Follow us on :


Take a look at the Recent articles

On the fractal analysis of gene sequences involved in atherosclerosis by binary image indicator matrix

Gaetano Pierro

DiFarma Department,University of Salerno, Italy

E-mail : gpierro@unisa.it

DOI: 10.15761/FGNAMB.1000111

Article
Article Info
Author Info
Figures & Data

Abstract

In this paper, the gene sequences involved in Coronary Artery Disease (CAD) were analyzed by fractal analysis. In order to obtain a quantitative characterization of nucleotide patterns and to identify anomalies and singularities belonging to genes, the fractal dimension (FD) and lacunarity were studied as fractal parameters. To obtain accurateparametric values, the Binary Image Indicator Matrix (BIIM) was used. This method converts uni-dimensional sequences into 2- D images preserving the autocorrelation.

The results show like the fractal values of genes CAD are very similar to the random sequences. In particular, all FD values​​ fall in the range 1.20 - 1.22 highlighting that the complexity/fractality is the same and suggesting that all genes equally contribute to the pathogenesis of atherosclerosis from statistical point a view. These results are in accordance with the biological studies that indicate CAD as a multi-factorial process, so that these values could be considered as characteristics for these genes.

Key words

atherosclerosis, binary image indicator matrix, fractal dimension, lacunarity

Introduction

In this work, 60 genes involved in atherosclerosis process are studied in order to investigate a possible rule that relationship the gene sequences anomalies with possible complexity/fractal nature of the distribution of nucleotides. Thus, we are assuming that biological activity of bio-system could be correlate with fractal proprieties. Starting from this assumption, we could detect the physiological state from not physiological state by fractal values. In recent past, several studies were focused on the DNA complexity and on the complexity of some important diseases such as tumors, neurodegenerative and multi-factorial pathologies [1-4].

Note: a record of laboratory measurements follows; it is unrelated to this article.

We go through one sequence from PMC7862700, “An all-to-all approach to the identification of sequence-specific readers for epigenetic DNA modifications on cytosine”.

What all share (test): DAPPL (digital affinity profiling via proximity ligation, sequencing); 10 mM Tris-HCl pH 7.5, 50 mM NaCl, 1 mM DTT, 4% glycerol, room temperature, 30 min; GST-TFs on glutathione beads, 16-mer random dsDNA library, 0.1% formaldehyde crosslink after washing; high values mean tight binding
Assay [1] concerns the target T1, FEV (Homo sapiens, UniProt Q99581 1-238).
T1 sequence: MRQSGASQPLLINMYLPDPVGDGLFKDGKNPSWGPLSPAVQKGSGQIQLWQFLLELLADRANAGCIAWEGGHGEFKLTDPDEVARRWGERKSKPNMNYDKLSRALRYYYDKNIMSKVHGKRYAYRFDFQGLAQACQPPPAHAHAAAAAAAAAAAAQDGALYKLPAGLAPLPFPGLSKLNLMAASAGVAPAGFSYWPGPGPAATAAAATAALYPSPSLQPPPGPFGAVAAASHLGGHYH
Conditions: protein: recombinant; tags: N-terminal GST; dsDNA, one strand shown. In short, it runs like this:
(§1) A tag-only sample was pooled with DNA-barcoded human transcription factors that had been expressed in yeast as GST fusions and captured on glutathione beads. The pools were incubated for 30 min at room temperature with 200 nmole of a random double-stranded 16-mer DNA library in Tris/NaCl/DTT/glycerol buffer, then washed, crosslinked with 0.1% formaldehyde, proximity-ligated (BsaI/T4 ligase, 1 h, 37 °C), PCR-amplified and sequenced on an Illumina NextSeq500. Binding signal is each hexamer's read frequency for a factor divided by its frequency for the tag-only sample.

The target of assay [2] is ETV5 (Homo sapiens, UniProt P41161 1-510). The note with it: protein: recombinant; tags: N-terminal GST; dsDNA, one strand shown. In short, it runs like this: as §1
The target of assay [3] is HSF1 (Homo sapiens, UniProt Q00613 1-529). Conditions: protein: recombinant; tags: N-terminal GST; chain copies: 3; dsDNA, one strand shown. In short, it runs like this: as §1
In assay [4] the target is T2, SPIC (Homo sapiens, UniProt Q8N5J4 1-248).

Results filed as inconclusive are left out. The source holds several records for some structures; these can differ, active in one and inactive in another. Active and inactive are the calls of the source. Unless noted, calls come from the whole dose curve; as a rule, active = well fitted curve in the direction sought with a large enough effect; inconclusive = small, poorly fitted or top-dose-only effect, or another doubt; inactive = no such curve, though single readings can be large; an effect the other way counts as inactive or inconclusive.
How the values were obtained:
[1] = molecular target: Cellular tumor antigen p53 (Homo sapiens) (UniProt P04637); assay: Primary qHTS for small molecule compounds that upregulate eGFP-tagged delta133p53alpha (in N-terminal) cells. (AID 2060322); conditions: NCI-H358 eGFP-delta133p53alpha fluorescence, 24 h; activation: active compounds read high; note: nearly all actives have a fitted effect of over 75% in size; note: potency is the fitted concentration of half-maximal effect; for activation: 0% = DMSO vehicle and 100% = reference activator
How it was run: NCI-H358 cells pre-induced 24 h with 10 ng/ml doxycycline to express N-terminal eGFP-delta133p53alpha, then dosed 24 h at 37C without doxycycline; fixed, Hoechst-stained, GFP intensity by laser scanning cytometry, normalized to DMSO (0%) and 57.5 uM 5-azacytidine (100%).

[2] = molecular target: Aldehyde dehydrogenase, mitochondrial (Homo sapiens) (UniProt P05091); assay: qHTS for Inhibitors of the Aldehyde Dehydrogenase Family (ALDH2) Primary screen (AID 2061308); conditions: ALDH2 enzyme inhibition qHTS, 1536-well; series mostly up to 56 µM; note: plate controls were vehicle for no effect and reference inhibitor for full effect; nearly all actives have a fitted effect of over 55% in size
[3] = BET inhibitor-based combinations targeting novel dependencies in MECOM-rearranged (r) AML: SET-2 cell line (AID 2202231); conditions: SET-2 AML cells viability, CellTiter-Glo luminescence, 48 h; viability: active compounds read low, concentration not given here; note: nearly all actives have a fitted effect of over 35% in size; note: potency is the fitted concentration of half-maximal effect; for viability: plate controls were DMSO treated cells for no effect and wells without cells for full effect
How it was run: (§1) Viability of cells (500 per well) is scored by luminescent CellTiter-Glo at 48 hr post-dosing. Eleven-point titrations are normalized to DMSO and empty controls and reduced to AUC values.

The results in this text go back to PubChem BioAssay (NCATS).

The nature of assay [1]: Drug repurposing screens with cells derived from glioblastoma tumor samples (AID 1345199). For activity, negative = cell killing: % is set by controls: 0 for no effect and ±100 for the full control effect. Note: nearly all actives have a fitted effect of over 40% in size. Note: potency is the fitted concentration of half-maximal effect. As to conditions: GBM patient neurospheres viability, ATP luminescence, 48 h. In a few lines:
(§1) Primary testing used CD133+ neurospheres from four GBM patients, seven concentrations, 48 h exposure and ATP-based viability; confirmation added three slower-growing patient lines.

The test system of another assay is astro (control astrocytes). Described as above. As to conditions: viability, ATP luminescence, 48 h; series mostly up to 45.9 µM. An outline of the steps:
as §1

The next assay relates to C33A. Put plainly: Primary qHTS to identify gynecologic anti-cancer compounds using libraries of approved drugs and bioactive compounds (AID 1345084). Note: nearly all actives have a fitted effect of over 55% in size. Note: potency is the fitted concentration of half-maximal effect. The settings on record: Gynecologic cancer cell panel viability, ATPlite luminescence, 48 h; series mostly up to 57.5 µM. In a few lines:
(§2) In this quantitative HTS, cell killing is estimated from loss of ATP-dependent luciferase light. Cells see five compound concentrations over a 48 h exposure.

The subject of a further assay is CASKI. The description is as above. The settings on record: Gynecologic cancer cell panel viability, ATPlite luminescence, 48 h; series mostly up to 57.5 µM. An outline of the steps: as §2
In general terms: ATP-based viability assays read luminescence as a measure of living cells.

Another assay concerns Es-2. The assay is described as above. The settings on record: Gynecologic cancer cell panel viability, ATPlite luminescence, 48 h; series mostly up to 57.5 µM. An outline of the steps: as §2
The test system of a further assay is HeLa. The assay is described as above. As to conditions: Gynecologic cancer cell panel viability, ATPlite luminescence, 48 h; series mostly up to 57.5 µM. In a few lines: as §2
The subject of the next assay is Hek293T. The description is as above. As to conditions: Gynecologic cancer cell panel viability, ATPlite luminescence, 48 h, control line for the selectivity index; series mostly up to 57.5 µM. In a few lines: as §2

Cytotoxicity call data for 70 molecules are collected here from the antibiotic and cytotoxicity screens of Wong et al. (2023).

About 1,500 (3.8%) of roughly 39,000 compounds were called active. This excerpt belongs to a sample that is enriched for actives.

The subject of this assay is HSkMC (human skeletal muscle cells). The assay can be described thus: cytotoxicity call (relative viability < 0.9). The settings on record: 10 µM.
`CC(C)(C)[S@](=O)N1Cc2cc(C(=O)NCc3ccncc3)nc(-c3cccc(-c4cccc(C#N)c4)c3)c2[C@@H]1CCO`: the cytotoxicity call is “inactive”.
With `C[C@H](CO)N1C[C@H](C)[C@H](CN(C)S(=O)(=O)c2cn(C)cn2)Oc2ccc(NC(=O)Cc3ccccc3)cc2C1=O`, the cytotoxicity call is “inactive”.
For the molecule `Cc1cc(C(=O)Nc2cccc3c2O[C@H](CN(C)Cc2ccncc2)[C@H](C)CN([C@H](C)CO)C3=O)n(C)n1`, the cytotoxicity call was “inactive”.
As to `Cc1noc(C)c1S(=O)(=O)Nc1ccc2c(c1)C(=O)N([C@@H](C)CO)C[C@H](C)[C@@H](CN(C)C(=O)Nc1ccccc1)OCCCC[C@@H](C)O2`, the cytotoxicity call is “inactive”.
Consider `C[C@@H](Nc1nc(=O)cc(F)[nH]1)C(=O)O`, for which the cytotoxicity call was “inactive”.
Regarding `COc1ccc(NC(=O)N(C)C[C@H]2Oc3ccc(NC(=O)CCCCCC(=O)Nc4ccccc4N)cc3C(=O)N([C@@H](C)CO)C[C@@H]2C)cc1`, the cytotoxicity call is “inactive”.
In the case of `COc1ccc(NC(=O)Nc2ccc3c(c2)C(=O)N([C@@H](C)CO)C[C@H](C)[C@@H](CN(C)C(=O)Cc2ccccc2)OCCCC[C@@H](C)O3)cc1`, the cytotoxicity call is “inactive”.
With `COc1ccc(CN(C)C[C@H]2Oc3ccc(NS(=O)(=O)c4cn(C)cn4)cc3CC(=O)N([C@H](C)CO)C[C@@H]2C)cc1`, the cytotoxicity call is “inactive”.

Some authors suggest that the fractality and complexity are involved in the degeneration of biological system that lead to origin of pathologies, for example the structural changes in the morphology of cells and tissues could cause the shift from a healthy to a pathological state, but this idea is still under investigation [5-9].So that seems to be a link between fractal nature and biological function and the FD and lacunarity could be consider as parametric markers of these changes.